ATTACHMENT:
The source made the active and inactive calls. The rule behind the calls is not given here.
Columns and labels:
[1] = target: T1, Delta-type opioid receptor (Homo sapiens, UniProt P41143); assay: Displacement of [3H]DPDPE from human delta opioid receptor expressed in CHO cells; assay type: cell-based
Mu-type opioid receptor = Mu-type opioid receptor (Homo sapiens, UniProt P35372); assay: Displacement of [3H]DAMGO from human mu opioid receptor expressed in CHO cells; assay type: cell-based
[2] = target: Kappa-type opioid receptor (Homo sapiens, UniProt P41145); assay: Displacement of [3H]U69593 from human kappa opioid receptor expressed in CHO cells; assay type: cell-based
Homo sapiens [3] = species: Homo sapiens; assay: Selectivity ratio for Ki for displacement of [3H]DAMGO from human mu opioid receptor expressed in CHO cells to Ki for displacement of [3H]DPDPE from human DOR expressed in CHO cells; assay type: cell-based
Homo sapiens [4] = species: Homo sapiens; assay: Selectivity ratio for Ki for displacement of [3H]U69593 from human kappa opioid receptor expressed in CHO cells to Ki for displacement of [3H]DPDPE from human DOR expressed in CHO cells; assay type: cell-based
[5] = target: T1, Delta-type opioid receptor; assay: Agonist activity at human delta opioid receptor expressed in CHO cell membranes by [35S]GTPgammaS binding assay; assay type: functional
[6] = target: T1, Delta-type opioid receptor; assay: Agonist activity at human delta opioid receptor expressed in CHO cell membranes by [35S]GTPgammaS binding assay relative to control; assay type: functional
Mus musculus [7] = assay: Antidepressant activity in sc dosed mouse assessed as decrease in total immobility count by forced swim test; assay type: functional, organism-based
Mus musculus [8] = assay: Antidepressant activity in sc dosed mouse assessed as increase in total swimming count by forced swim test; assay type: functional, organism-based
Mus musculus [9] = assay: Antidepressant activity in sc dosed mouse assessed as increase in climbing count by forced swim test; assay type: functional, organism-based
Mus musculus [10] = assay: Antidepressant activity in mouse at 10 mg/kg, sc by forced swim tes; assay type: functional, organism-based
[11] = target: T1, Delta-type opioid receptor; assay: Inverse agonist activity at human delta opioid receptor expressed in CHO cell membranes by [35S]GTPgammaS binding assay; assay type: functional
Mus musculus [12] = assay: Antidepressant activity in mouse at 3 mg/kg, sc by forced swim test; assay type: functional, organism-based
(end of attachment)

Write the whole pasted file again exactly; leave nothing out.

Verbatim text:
The source made the active and inactive calls. The rule behind the calls is not given here.
Columns and labels:
[1] = target: T1, Delta-type opioid receptor (Homo sapiens, UniProt P41143); assay: Displacement of [3H]DPDPE from human delta opioid receptor expressed in CHO cells; assay type: cell-based
Mu-type opioid receptor = Mu-type opioid receptor (Homo sapiens, UniProt P35372); assay: Displacement of [3H]DAMGO from human mu opioid receptor expressed in CHO cells; assay type: cell-based
[2] = target: Kappa-type opioid receptor (Homo sapiens, UniProt P41145); assay: Displacement of [3H]U69593 from human kappa opioid receptor expressed in CHO cells; assay type: cell-based
Homo sapiens [3] = species: Homo sapiens; assay: Selectivity ratio for Ki for displacement of [3H]DAMGO from human mu opioid receptor expressed in CHO cells to Ki for displacement of [3H]DPDPE from human DOR expressed in CHO cells; assay type: cell-based
Homo sapiens [4] = species: Homo sapiens; assay: Selectivity ratio for Ki for displacement of [3H]U69593 from human kappa opioid receptor expressed in CHO cells to Ki for displacement of [3H]DPDPE from human DOR expressed in CHO cells; assay type: cell-based
[5] = target: T1, Delta-type opioid receptor; assay: Agonist activity at human delta opioid receptor expressed in CHO cell membranes by [35S]GTPgammaS binding assay; assay type: functional
[6] = target: T1, Delta-type opioid receptor; assay: Agonist activity at human delta opioid receptor expressed in CHO cell membranes by [35S]GTPgammaS binding assay relative to control; assay type: functional
Mus musculus [7] = assay: Antidepressant activity in sc dosed mouse assessed as decrease in total immobility count by forced swim test; assay type: functional, organism-based
Mus musculus [8] = assay: Antidepressant activity in sc dosed mouse assessed as increase in total swimming count by forced swim test; assay type: functional, organism-based
Mus musculus [9] = assay: Antidepressant activity in sc dosed mouse assessed as increase in climbing count by forced swim test; assay type: functional, organism-based
Mus musculus [10] = assay: Antidepressant activity in mouse at 10 mg/kg, sc by forced swim tes; assay type: functional, organism-based
[11] = target: T1, Delta-type opioid receptor; assay: Inverse agonist activity at human delta opioid receptor expressed in CHO cell membranes by [35S]GTPgammaS binding assay; assay type: functional
Mus musculus [12] = assay: Antidepressant activity in mouse at 3 mg/kg, sc by forced swim test; assay type: functional, organism-based